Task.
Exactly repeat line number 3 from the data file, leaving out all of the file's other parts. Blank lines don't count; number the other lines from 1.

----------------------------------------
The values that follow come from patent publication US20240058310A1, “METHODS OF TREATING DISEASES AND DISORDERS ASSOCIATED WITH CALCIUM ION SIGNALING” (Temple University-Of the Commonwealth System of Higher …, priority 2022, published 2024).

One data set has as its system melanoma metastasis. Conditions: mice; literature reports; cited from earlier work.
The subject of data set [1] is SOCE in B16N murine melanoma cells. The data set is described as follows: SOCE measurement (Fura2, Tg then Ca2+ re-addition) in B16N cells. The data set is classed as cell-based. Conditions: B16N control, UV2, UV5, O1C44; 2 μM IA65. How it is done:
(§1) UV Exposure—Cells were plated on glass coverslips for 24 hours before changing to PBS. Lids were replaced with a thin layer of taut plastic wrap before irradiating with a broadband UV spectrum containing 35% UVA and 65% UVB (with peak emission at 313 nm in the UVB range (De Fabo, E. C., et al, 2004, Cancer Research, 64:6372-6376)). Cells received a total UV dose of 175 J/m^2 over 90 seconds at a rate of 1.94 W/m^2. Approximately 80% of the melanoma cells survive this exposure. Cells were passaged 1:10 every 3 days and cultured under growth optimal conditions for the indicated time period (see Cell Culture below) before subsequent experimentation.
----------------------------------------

The subject of data set [1] is SOCE in B16N murine melanoma cells. The data set is described as follows: SOCE measurement (Fura2, Tg then Ca2+ re-addition) in B16N cells. The data set is classed as cell-based. Conditions: B16N control, UV2, UV5, O1C44; 2 μM IA65. How it is done: